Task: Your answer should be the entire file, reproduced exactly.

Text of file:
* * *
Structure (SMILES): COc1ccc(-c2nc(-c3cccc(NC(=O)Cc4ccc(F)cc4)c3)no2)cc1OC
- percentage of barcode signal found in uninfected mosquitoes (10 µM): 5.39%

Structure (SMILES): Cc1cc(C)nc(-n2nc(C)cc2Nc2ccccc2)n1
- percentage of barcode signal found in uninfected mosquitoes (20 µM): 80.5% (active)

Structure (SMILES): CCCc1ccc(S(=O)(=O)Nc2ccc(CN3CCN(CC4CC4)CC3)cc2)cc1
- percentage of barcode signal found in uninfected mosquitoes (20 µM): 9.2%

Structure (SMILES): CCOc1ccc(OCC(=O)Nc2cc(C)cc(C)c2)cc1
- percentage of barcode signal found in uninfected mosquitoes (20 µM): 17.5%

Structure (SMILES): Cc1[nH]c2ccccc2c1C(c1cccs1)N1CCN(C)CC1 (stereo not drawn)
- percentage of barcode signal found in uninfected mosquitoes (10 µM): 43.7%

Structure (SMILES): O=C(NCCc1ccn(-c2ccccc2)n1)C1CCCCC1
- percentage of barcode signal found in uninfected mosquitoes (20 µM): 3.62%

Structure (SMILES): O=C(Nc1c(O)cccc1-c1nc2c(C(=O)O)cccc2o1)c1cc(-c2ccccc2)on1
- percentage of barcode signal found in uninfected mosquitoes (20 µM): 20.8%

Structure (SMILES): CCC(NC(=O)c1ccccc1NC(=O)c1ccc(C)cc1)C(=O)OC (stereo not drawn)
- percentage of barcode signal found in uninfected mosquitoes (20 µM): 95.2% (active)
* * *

Structure (SMILES): COc1ccc(-c2nc(-c3cccc(NC(=O)Cc4ccc(F)cc4)c3)no2)cc1OC
- percentage of barcode signal found in uninfected mosquitoes (10 µM): 5.39%

Structure (SMILES): Cc1cc(C)nc(-n2nc(C)cc2Nc2ccccc2)n1
- percentage of barcode signal found in uninfected mosquitoes (20 µM): 80.5% (active)

Structure (SMILES): CCCc1ccc(S(=O)(=O)Nc2ccc(CN3CCN(CC4CC4)CC3)cc2)cc1
- percentage of barcode signal found in uninfected mosquitoes (20 µM): 9.2%

Structure (SMILES): CCOc1ccc(OCC(=O)Nc2cc(C)cc(C)c2)cc1
- percentage of barcode signal found in uninfected mosquitoes (20 µM): 17.5%

Structure (SMILES): Cc1[nH]c2ccccc2c1C(c1cccs1)N1CCN(C)CC1 (stereo not drawn)
- percentage of barcode signal found in uninfected mosquitoes (10 µM): 43.7%

Structure (SMILES): O=C(NCCc1ccn(-c2ccccc2)n1)C1CCCCC1
- percentage of barcode signal found in uninfected mosquitoes (20 µM): 3.62%

Structure (SMILES): O=C(Nc1c(O)cccc1-c1nc2c(C(=O)O)cccc2o1)c1cc(-c2ccccc2)on1
- percentage of barcode signal found in uninfected mosquitoes (20 µM): 20.8%

Structure (SMILES): CCC(NC(=O)c1ccccc1NC(=O)c1ccc(C)cc1)C(=O)OC (stereo not drawn)
- percentage of barcode signal found in uninfected mosquitoes (20 µM): 95.2% (active)